FIELD OF THE INVENTION
- BACKGROUND OF THE INVENTION
The invention generally relates to oxides that may be used in conjunction with integrated circuit devices, e.g., field effect transistors and high electron mobility transistors, as well as other devices including photovoltaics, and methods of making the same.
Insulated gate field effect transistors (IGFETs) typically include a channel region in which current is controlled through the application of an electrical bias to a gate electrode that is separated from the channel region by a thin insulating film or gate dielectric. Current through the channel is supplied and collected by source and drain contacts, respectively, to the channel region. As semiconductor devices become increasingly miniaturized, gate dielectrics having a reduced equivalent oxide thickness (EOT) may be desirable. For example, the Semiconductor Industry Association (SIA) National Technology Roadmap for Semiconductors (NTRS) has projected that gate dielectrics with an EOT below 1 nm may be desirable for uses such as in advanced complementary metal-semiconductor oxide field-effect transistor (CMOS FET) devices having channel lengths scaled to below 50 nm. However, reduced EOT dielectrics may exhibit tunneling and current leakage. For example, tunneling of conventional materials such as SiO2 may exceed 1-5 A/cm2 at applied gate bias levels of about 1 V above threshold for an EOT of less than 1.4 nm.
One possible approach for decreasing EOT without increasing direct tunneling leakage current may involve substituting alternative oxides with dielectric constants (K) that could exceed that of SiO2. Silicon dioxide has a dielectric constant of approximately 3.9. For example, it may be desirable to obtain oxides with dielectric constants ranging from approximately 10 to more than 30. However, dielectric materials with higher vales of K generally tend to have relatively small band gaps, which can also contribute to undesirable tunneling leakage current in semiconductor devices despite a relatively high dielectric constant.
Silicon nitride and silicon oxynitride alloys have been proposed as dielectric materials. Silicon nitride and silicone oxynitride alloys have dielectric constants of approximately 7.6 and 5.5 to 6.0 respectively. For example, C. J. Parker, G. Lucovsky and J. R. Hauser, IEEE Electron. Device Lett. (1998); Y. Wu and G. Lucovsky, IEEE Electron. Device Lett. (1998); and H. Yang and G. Lucovsky, IEDM Digest, (1999) propose oxide-nitride and oxide-oxynitride alloy stacked dielectrics with EOT projected to be greater than about 1.1 nm before tunneling leakage at approximately 1 V is increased above 1-5 A/cm2. The preparation of these stacked dielectrics proposes two 300° C. remote plasma process steps: i) plasma-assisted oxidation to form Si—SiO2 interface layers ranging in thickness from about 0.5 to 0.6 nm, and ii) remote plasma-enhanced chemical vapor deposition (RPECVD) to deposit either a nitride or an oxynitride (e.g., (SiO2)x(Si3N4)1-x with x˜0.5) dielectric film in the dielectric stack. After deposition, a low thermal budget, e.g., 30 second, 900° C., rapid thermal anneal (RTA) has been proposed in an attempt to achieve chemical and structural relaxation. This RTA may promote optimized performance in IGFET devices [G. Lucovsky, A. Banerjee, B. Hinds, G. Claflin, K. Koh and H. Yang, J. Vac. Sci. Technol. B15, 1074 (1997)]. Stacked nitride and oxynitride gate dielectrics may display improved performance and reliability with respect to thermally-grown oxides of the same EOT. Nonetheless, these gate dielectrics typically have EOT of greater than 1.1 nm in order to attempt to maintain direct tunneling leakage below 1 A/cm2. The nitride and oxynitride layers of these devices may be sufficiently thick to minimize or stop boron out-diffusion out of p+ polycrystalline Si gate electrodes in the p-channel IGFETs [Y. Wu, et al., Vac. Sci. Technol. B17 1813 (1999)].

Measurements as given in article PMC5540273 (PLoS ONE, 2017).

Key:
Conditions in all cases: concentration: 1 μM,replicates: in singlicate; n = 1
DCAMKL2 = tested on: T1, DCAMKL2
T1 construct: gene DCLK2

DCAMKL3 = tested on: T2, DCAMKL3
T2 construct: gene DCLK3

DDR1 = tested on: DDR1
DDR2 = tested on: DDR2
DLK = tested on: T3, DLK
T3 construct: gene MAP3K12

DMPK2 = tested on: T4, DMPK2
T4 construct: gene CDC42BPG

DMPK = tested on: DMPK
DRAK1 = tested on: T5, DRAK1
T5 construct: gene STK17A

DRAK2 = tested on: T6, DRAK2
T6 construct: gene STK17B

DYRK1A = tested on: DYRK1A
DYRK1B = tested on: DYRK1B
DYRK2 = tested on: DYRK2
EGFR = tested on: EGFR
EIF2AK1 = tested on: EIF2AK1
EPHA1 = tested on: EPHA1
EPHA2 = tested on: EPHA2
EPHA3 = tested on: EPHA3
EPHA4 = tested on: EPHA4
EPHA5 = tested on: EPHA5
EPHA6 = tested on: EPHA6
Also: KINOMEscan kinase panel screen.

Other high-K dielectrics have been proposed (e.g., a K greater than 8) including TiO2 [J. Yan, D. C. Gilmer, S. A. Campbell, W. L. Gladfelter and P. G. Schmid, J. Vac. Sci. Technol. B 14, 1706 (1996).], Ta2O5 [H. Shinrike and M. Nakata, IEEE Trans. on Elec. Devices 38, 544 (1991)], Al2O3 [L. Manchanda, W. H. Lee, J. E. Bower, F. H. Baumann, W. L. Brown, et al., IEDM Tech. Dig., p. 605 (1998)], ZrO2, [R. B. van Dover, et al., IEEE Electron Device Lett., 19, 329, (1998)] and Zr(Hf)O2—SiO2 (also designated as Zr(Hf)-silicates; see van Dover et al.). These materials may not demonstrate the targeted goals of capacitance with decreased tunneling or leakage currents that may be desirable for silicon CMOS devices. For example, these materials may exhibit tunneling or leakage currents in CMOS devices with EOT less than 1 nm. The performance of the materials may be limited due to the oxidation of the silicon substrate that can occur during thermal chemical vapor deposition (CVD) or during post-deposition processing, such as, for example, thermal anneals, to fully oxidize the deposited thin films.